where `vnum` is the input value and `vrng` is the vertical range of indexes in the first column of the table. The -1 third argument of the`MATCH` function indicates that a "less than" lookup will be performed. This use of the MATCH function requires that the vertical range of indexes be in descending order.

• The largest vertical index value that is smaller than (or equal) the vertical input value (`vnum`). This cannot be obtained using the `MATCH` function because the vertical index values are not sorted in the ascending order required by `MATCH`. Instead, the following array formula is used.

`=MIN(IFERROR(1/(vnum>=vrng)*ROW(INDIRECT("1:"&ROWS(vrng))),ROWS(vrng)))`

The key element in this formula is `vnum>=vrng`, which produces a boolean array in which the first `TRUE` is in the row position that holds the largest vertical index value that is less than the input value. (The use of ">=" may seem counter-intuitive; it's needed because the indexes in the column are in descending order.) The remainder of the formula converts this row position into a row number.

These two upper and lower row numbers are used to calculate both the index values that bracket the input value above and below and the interior table values corresponding to those index values.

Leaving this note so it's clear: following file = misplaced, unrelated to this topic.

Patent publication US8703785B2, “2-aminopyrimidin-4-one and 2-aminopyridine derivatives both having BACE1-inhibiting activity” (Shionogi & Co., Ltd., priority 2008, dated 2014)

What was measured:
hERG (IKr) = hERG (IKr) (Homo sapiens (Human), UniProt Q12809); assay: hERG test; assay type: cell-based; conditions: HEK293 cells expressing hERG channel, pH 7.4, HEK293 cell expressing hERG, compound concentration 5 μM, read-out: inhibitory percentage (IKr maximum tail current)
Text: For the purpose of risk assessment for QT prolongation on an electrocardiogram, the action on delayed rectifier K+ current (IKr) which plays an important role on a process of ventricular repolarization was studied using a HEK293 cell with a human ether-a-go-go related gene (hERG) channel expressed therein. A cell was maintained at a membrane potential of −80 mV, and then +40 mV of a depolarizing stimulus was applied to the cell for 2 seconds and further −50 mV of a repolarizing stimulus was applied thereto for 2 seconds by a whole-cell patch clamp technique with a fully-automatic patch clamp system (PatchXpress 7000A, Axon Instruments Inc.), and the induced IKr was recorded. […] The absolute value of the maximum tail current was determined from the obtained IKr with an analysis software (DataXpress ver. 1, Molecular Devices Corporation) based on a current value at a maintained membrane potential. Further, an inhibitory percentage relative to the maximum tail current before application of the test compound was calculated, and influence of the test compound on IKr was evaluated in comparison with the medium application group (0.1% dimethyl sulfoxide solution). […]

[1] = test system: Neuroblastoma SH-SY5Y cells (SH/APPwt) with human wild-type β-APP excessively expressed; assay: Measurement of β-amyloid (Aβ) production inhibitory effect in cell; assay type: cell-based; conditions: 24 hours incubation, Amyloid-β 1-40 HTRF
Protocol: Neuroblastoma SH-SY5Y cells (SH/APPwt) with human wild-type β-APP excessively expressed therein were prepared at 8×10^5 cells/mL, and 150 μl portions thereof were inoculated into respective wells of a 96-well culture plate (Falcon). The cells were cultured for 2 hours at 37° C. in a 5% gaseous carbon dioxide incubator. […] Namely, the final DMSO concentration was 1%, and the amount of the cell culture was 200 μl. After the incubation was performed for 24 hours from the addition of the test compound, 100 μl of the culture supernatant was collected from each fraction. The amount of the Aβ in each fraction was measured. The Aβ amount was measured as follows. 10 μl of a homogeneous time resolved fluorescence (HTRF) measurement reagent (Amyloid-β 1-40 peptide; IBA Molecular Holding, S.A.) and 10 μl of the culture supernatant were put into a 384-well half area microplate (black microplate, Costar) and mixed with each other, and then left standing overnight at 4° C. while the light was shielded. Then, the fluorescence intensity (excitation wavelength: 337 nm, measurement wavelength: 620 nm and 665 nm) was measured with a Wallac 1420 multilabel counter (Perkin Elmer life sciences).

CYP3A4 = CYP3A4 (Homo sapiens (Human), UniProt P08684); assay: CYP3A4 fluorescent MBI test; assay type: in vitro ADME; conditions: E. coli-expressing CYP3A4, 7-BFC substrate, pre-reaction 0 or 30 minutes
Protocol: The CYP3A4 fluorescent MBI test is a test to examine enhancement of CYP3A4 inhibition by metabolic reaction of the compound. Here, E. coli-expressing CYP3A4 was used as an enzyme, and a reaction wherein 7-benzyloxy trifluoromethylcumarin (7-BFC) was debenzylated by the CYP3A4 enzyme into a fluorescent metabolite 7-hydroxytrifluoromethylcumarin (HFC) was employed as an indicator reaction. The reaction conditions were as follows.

The corresponding column numbers and column values for the horizontal index range are constructed in a similar fashion.

The remaining steps work through the arithmetic of the interpolation. With this many steps, it may seem that calculating the interpolated amounts for multiple input values would be impractical. It's actually quite easy using a two-way data ("what-if") table. The setup of these calculations for multiple tables can be simplified even further by using the one-formula version of them. To use it, the named ranges `vnum`, `hnum`, `vrng`, `hrng`, `datarng`, `validvnum`, and `validhnum` would need to be set up. The tables need to be in separate sheets or in separate workbooks. If in separate sheets, the names for each sheet must be set to have worksheet scope.

The single-step calculation formula would then be entered in the top left cell of the data table. This 2,100 (minus one)-character formula is included in the downloadable worksheet.

• Generally good answer except the data is very non-linear, so linear interpolation won't give an accurate result. The results would be better combining this with non-linear interpolation. Nov 18, 2016 at 20:41
• @fixer1234: With all due respect, I’d give this comment a lot more weight if it came from the OP, or were based on something the OP said.  As it is, we don’t really know what the OP wants — see my comments on the question. Nov 7, 2017 at 1:41